Five questions with Luke Evans of 'Backstairs Billy'

After lead roles in Hollywood hits like Beauty and the Beast, Evans is back on stage for the first time in 16 years in Backstairs Billy in the West End.

Matt Wolf
Matt Wolf

Luke Evans, known by many for his screen work including Dracula Untold, Beauty and the Beast, and The Girl on the Train, has now returned to the stage in royal comedy Backstairs Billy, alongside Dame Penelope Wilton. He spoke with London Theatre about his musical theatre background and bringing the relationship between Billy Talon and the Queen Mother to life on stage.

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Was it important to come back to the theatre in a new play?

I wanted to be able to create something and put my stamp on it – people would then always refer to my performance as Billy. I know the theatre loves to remake and revive things, but there’s a lot of bravery and courage in bringing a new play to the West End.

What’s your take on the unusual rapport that developed over a half-century or so between the Coventry-born Billy Tallon and the Queen Mother, who obviously belonged to an entirely different social milieu and class?

They needed each other. The Queen Mother was a clever, if lonely, woman who lost her husband at a young age and so was relegated to this little house on the Mall [Clarence House, where the play is set] compared to [Buckingham Palace], where she was living before. She was curious about all sorts of people and loved to be social, and that’s where Billy comes into her life age 15. He saw his position as making sure she was still treated as the Queen and that she had a life full of interesting experiences.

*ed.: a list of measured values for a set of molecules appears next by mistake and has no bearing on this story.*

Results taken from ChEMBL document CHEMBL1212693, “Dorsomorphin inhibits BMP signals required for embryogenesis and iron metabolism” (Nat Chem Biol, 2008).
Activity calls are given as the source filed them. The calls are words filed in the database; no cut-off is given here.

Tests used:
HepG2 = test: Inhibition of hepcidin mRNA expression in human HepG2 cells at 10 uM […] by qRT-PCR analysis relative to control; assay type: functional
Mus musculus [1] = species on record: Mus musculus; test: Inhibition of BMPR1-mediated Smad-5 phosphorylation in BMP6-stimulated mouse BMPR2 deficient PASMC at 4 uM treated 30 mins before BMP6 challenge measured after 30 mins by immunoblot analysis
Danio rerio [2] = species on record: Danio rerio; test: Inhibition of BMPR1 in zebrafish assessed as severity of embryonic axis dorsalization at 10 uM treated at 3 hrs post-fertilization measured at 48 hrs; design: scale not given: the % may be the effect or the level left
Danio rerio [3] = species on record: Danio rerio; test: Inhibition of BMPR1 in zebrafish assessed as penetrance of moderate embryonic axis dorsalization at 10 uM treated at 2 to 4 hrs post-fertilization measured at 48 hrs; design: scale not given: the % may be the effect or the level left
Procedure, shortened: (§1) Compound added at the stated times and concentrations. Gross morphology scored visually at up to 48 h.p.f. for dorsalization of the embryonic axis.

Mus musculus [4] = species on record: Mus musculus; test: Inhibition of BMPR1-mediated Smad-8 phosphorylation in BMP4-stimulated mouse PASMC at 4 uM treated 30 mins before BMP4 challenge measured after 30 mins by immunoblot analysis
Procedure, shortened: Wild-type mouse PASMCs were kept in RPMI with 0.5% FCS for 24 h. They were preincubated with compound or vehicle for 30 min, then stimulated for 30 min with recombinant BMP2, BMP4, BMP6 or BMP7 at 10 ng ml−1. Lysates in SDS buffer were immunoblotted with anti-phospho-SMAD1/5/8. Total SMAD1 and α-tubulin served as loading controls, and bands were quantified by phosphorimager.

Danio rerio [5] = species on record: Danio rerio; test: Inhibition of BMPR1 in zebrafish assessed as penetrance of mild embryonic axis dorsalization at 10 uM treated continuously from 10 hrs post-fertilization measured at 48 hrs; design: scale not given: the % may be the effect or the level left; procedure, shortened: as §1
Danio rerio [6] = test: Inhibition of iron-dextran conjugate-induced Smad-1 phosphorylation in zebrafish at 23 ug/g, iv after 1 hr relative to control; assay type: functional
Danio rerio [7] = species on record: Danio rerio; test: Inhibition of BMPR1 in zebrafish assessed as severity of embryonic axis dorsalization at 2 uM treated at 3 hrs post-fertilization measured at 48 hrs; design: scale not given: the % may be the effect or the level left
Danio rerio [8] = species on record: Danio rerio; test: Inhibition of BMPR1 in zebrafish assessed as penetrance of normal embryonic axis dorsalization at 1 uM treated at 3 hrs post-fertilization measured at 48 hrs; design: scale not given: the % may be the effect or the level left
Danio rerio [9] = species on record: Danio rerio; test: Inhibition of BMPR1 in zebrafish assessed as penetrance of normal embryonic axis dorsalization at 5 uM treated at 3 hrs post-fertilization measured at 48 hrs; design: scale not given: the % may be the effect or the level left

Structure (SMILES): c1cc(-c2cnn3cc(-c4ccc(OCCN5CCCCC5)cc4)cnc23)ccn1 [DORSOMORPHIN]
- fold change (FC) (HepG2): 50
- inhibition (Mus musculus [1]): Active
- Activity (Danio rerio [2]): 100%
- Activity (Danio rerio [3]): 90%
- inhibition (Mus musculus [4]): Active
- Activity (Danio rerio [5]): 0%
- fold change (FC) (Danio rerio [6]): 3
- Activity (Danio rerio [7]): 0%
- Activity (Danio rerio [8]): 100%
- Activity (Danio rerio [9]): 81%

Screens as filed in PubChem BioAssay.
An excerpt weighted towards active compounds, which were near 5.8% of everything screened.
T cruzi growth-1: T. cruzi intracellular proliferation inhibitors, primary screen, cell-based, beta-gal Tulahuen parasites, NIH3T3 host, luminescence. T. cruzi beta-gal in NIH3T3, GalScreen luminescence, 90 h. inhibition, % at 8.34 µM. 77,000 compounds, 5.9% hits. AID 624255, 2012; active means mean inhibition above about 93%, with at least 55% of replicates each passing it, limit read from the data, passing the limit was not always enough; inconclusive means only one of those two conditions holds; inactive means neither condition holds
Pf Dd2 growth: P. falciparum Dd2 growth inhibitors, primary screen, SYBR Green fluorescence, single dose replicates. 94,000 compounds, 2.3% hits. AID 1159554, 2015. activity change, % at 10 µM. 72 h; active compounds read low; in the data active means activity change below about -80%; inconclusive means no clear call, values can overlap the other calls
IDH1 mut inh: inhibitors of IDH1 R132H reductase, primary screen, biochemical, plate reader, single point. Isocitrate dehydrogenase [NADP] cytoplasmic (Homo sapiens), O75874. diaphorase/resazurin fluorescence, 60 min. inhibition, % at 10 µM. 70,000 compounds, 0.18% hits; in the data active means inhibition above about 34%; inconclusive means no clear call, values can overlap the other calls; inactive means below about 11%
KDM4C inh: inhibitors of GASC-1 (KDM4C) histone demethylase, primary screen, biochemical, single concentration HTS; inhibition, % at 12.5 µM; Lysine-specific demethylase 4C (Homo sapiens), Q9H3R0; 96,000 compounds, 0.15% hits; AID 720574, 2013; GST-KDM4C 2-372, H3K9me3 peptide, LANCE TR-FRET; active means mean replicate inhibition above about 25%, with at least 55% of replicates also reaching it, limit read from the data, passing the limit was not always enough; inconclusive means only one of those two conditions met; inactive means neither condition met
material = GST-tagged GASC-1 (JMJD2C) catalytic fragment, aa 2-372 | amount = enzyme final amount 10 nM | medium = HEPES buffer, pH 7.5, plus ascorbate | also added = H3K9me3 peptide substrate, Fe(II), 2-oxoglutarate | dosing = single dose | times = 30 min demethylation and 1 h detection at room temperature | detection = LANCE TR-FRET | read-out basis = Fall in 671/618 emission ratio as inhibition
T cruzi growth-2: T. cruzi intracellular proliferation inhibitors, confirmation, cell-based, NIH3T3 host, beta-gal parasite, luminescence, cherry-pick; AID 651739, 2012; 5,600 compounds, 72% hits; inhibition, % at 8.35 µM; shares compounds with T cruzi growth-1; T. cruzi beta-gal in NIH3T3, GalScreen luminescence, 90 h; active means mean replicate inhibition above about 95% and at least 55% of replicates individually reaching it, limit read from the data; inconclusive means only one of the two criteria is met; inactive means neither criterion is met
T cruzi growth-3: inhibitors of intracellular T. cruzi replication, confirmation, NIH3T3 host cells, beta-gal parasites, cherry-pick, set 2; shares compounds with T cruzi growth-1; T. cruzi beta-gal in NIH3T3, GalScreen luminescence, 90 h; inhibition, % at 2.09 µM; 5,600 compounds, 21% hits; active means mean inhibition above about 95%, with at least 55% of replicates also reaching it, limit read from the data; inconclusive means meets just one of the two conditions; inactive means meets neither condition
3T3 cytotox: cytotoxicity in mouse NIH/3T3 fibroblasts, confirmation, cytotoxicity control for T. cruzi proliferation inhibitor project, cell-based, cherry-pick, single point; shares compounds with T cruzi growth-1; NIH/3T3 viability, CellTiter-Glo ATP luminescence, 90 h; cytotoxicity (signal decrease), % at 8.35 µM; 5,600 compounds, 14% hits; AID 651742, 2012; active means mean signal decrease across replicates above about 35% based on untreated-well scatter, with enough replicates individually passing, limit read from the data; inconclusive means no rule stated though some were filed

How does it feel to have theatrical royalty, Dame Penelope Wilton, as your co-star?

Her play The Chalk Garden in fact went into the Donmar right after I finished there in Small Change, and I saw it five time. The timing of Penelope and (Tony winner) Maggie Tyzack was like a master class, and I used to sit there mesmerised by both of them. So when I take Penelope’s hand at the end of our play, I think, wow, what an honour it is to walk out with her not as the Queen Mother but as Penelope Wilton. She’s a legend.

Were you surprised that your musical theatre career allowed for such a crossover into film?

I’m very proud of my background coming from musical theatre and often talk about it, and I do get sad sometimes when there seems to be this big divide between musical theatre acting and other acting in general. The fact is, we can do everything, and if I’m an inspiration to fellow actors, then great. I’m living proof that it can happen.

Will it be another 16 years, do you think, before your next stage appearance?

I’ve now dipped my foot – my whole body, really – into this and have had such a lovely experience. So, no, I don’t think it will be.

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Photo credit: Luke Evans in Backstairs Billy. (Photo courtesy of production)

This article first appeared in the December 2023 issue of London Theatre Magazine.

Originally published on

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